Photo by MIT-Libraries on Flickr.

Parking isn’t the only part of DC’s zoning update that got cut back this month. In the latest drafts, DC planners have also limited plans to allow corner stores in residential areas.

Originally, they considered permitting retail, service, grocery, and arts businesses as matter of right in corner buildings, subject to lots and lots of conditions. Instead, only grocery stores might be able to locate as a matter of right, while other businesses can apply for a special exception and have a hearing.

This responds to resident concerns about stores’ impacts. While it might impede corner stores, the old rules were so restrictive that almost no corner stores could have opened anyway, so this will have little further impact.

Corner store proposal tries to restore historic patterns

DC’s historic neighborhoods had a few “corner stores” (usually, but not always, on actual corners) scattered throughout neighborhoods. Before zoning prohibited commerce in residential areas, and before malls and big box stores, these stores met many everyday needs.

But in the era of single-use zoning, which sought to segregate all commerce from residences, DC and other cities outlawed these stores. Some remained open, grandfathered into the zoning, while others closed and, if they remained closed for 3 years, could never reopen. OP wanted to fix this problem.

Certainly, a store can potentially harm neighbors if there is a lot of noise, trash attracting rodents, smells from cooking, and so on. Therefore, planners tried to write a set of narrow rules limiting trash to being stored indoors, restricting on-site cooking, curtailing hours, and so on.

Leaders ask for hearings before stores can open

The Zoning Commission approved the idea in theory, but it drew opposition from many residents. Councilmember Muriel Bowser, in particular, expressed hostility to this idea. Some small stores in neighborhoods in her ward tend to sell mostly liquor and junk food and can be magnets for disturbances or crime, though OP’s rules didn’t allow liquor stores under the corner store proposal.

Bowser suggested there have to be a public hearing before any store could locate in a residential area. Advisory Neighborhood Commission (ANC) 6B, for southern Capitol Hill, also suggested requiring a hearing.

OP has agreed to change the rules so that a grocery store can still locate as a matter of right, but a retail sales business, art studio, cafe, or service business will require a special exception. To get one, an owner will have to apply to the Board of Zoning Adjustment (BZA), talk to the ANC, and have a hearing where neighbors can speak.

OP is still finalizing some of the details. For example, the old rules had many limits, including how close one store could be to an existing commercial corridor or mixed-use area. The idea was to ensure that such stores don’t sap vitality from the actual commercial area. But, ANC 6B suggested, if the BZA is going to review an application anyway, instead of a firm rule this could be something the BZA can consider.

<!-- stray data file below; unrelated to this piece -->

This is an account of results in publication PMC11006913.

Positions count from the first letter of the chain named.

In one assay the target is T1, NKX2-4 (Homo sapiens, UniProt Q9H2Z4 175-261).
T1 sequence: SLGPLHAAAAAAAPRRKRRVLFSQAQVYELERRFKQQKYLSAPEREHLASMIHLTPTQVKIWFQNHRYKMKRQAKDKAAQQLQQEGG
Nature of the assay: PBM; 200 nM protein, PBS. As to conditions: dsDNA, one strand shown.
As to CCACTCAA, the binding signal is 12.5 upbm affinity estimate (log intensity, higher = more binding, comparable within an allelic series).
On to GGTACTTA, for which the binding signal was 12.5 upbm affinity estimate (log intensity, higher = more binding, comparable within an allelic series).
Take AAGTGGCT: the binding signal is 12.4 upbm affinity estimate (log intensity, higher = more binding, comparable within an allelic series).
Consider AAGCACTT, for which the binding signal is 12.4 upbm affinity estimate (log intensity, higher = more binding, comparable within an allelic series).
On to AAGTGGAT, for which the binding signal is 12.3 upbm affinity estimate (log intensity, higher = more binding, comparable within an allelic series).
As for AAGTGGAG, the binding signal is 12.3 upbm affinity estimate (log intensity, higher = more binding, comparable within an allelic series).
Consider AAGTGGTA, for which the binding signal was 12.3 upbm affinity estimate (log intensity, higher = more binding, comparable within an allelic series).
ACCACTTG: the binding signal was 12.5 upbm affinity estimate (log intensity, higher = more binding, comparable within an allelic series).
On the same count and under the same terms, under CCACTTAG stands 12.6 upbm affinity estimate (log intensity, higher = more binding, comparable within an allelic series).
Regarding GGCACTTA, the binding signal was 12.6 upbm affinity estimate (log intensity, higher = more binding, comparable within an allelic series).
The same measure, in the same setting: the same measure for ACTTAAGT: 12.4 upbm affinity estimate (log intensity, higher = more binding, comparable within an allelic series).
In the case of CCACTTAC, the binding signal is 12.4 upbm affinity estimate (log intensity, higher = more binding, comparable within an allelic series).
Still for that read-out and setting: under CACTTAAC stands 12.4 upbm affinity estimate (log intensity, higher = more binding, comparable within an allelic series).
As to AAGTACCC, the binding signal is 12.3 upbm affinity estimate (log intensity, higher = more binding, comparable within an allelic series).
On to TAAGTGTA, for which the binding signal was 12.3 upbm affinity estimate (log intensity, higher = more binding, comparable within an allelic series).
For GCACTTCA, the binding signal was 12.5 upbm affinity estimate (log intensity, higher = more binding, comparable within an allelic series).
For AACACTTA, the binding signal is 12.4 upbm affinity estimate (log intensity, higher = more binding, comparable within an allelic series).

Similarly, maybe the strict limits on hours and size can be a little less absolute if the BZA is able to use its discretion and weigh the impacts against the benefits.

Is this the right move?

Certainly, this change will make corner stores harder to open than they would have been under the original, Zoning Commission-approved proposal. But there were so many limits on corner stores that there were actually vanishingly few eligible sites for corner stores at all.

Stores could only be in the moderate density R-3, R-4, and R-5-A zones, not the detached or semi-detached house R-1 and R-2 zones or the apartment R-5-B zones. They had to be at least 500 feet from any mixed-use zone (even one with no stores). They had to locate on corner buildings, or buildings originally built to be commercial.

That leaves few areas in most parts of the city. In Ward 4, for instance, only Petworth and a few tiny bits of other neighborhoods are eligible, and then only far from the commercial corridors. Even within the eligible area (shaded in yellow below), it’s only corner buildings, most of which someone already owns and uses for a purpose other than a store.


DC’s Ward 4. Eligible corner store area is shaded yellow. Corner stores cannot locate in the purple or white areas under OP’s proposal. Click for larger map and other wards.


In this case, even with all the restrictions, neighbors might have an understandable concern about an impact the rules didn’t anticipate. A special exception, while it creates a burden, might not be unreasonable here.

Meanwhile, residents need easy access to food, especially fresh food. The biggest potential problem with a grocer is trash, and rules require them to store all trash indoors. They also limit the store’s size (1,200 square feet in the prior proposal), number of employees (3), hours (not after 10 pm and before 7 am), and more.

OP has tried to bend over backward to allow some stores while also keeping them from affecting neighbors. If their new, scaled-down proposal goes into effect, a very small number of new corner stores might open up, and then we can see how well they do. Or, the rules might be so restrictive that no stores appear.

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David Alpert is the founder of Greater Greater Washington and its board president. He worked as a Product Manager for Google for six years and has lived in the Boston, San Francisco, and New York metro areas in addition to Washington, DC. He lives with his wife and two children in Dupont Circle.